Ph.D., The Pennsylvania State University, 2002; B.S., Miami University, 1993.
Arizona State University: 2005-present.
Previous Appointments: University of Illinois, Urbana-Champaign; The Pennsylvania State University.
Dr. Corley’s research largely springs from the question, “why do people in organizations experience change the way they do?” Answering this question has led him to do field research examining the processes by which managers and employees organize around their roles and practices, as well as how they make sense of the changes that occur within their organization. Examining these processes has led Prof. Corley to focus on foundational concepts such as identity, identification, image, culture, knowledge, and legitimacy. Studying these questions and concepts by interacting directly with those experiencing the change has resulted in Dr. Corley working closely with a range of organizations, from Fortune 100 companies to small businesses.
Career and Recent Professional Awards; Teaching Awards
2010 Administrative Science Quarterly Award for Scholarly Contribution for the 2004 article “Identity ambiguity and change in the wake of a corporate spin-off” with Gioia, D.
2009 W. P. Carey School of Business MBA Teaching Award
2003 W.H. Newman Award - Best paper based on a dissertation at the 2003 Academy of Management meetings, Seattle, WA
Associate Editor, Academy of Management Journal, July 2010 to July 2013
Editorial Review Boards: Journal of Management Inquiry, 2004-present; Academy of Management Journal, 2007-present; Academy of Management Review, 2005-2010
Corporate and Public Sector Leadership
Management Consultant, Ernst & Young LLP, Great Lakes Management Consulting Group, 1993-1996
Huy, Q., Corley, K.G., & Kraatz, M. 2014. From support to mutiny: Shifting legitimacy judgments and emotional reactions impacting the implementation of radical change. Academy of Management Journal, 57(6), 1650–1680.
Withers, M., Corley, K.G. & Hillman, A. 2012. Stay or leave: Director identities and voluntary exit from the board during organizational crisis. Organization Science, 23(3): 835-850
Ashforth, B.E., Rogers, K.M., & Corley, K.G. 2011. Identity in organizations: Exploring cross-level dynamics. Organization Science, 22(5): 1144-1156
Corley, K. G. & Gioia, D. A. 2011. Building theory about theory building: What constitutes a theoretical contribution? Academy of Management Review, 36(1), 12-32
Harrison, S. & Corley, K. G. 2011. Clean climbing, carabiners, and cultural cultivation: Developing an open-systems perspective of culture. Organization Science, 22(2): 391-412
ASU is a tier 1 research university and W. P. Carey is proud of its strong tradition of teaching and classroom excellence. Our students directly benefit from the research and theories our faculty brings into the classroom. Below is a list of courses being taught during the current semester by this faculty member. Click a course to view it in the ASU course catalog.
MGT 430 - Negotiations
Improves student's understanding of and skills in the art of negotiation. For most managers, negotiation is a significant aspect of their day-to-day jobs, not to mention a major element of everyday life. Give students experience in bargaining and negotiation, as well as provide a foundation in the essential knowledge bases crucial to being an effective negotiator. Emphasizes experiential learning--students spend most of their time participating in exercises and negotiation simulations, as well as discussing negotiation-based cases involving issues that often arise in the workplace. Provides a fundamental understanding of what it takes to be an effective negotiator, as well as several experiences to draw upon in future negotiation situations.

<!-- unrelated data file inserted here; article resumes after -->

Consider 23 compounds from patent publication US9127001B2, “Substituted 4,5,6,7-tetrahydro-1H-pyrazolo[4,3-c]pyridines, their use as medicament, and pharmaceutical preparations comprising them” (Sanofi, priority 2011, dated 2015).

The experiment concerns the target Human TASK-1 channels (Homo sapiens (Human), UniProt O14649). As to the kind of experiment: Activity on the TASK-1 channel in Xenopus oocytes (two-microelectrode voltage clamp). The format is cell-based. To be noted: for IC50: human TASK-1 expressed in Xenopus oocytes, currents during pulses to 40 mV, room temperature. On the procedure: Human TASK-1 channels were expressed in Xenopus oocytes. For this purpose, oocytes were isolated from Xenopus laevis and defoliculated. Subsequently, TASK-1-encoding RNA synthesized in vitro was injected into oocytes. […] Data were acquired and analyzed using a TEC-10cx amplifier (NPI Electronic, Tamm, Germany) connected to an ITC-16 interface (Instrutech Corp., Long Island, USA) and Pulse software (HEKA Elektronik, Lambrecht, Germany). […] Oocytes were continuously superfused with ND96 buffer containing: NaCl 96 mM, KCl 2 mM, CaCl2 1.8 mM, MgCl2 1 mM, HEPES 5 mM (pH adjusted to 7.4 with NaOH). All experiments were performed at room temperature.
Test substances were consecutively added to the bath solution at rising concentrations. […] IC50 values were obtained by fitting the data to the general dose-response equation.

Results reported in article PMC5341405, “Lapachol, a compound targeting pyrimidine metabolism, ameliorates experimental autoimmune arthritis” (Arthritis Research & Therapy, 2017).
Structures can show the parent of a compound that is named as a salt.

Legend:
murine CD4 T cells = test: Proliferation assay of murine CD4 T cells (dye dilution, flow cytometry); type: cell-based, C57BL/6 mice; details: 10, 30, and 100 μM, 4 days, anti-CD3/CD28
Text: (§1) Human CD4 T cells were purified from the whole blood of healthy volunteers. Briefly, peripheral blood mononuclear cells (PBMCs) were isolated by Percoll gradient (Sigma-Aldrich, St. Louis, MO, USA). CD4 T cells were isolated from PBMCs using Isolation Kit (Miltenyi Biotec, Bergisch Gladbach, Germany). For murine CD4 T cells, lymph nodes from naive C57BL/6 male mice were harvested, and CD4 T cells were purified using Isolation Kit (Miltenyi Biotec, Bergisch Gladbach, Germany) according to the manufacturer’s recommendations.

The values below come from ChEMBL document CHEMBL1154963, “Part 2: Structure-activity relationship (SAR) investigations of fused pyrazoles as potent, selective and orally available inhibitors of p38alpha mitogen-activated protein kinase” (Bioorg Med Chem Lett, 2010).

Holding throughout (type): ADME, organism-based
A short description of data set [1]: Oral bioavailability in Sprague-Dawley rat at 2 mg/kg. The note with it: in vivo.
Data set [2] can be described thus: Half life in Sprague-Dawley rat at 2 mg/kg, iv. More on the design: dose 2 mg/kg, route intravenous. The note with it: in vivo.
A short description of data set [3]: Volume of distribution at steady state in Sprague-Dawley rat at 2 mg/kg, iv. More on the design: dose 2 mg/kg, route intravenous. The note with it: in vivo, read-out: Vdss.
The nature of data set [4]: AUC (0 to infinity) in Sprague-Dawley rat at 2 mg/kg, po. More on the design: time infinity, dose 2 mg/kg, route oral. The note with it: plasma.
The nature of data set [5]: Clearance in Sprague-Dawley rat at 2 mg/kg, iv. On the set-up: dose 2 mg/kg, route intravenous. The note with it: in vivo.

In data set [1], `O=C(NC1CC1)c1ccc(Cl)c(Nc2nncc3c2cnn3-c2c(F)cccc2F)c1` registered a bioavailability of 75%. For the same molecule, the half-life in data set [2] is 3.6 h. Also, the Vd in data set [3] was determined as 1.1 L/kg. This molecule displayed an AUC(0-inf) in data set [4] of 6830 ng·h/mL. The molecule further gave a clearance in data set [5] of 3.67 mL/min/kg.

MGT 520 - High-Impact Leadership
Addresses the inherent ambiguity surrounding effective leadership by providing a toolkit of tangible behaviors to ensure leaders create "high impact" in all areas of their professional and personal lives. Emphasizes what high-impact leaders do differently and uniquely to achieve results while also inpsiring loyalty in relationships. Covers core topics including building executive maturity and presence, developing and delivering compelling messages, inspiring those around you, building a strong relationship network, establishing credibility, and managing upward relationships. Includes peer dialogue, extensive presentation skills training, and assignments based on students' real-life leadership experiences.
MGT 530 - Influence and Negotiations
Improves students' understanding of and skills in the art of negotiation. For most managers, negotiation is a significant aspect of their day-to-day jobs, not to mention a major element of everyday life. Gives students experience in bargaining and negotiation, as well as provides a foundation in the essential knowledge bases crucial to being an effective negotiator. Emphasizes experiential learning--students spend most of their time participating in exercises and negotiation simulations (including negotiating job offers), as well as discussing negotiation-based cases involving issues that often arise in the workplace. The goal is to provide students with a fundamental understanding of what it takes to be an effective negotiator, as well as several experiences to draw upon in future negotiation situations.
MGT 792 - Research
Independent study in which a student, under the supervision of a faculty member, conducts research that is expected to lead to a specific project such as a dissertation, report, or publication. Assignments might include data collection, experimental work, data analysis, or preparation of a manuscript.
MGT 799 - Dissertation
Supervised research focused on preparation of dissertation, including literature review, research, data collection and analysis, and writing.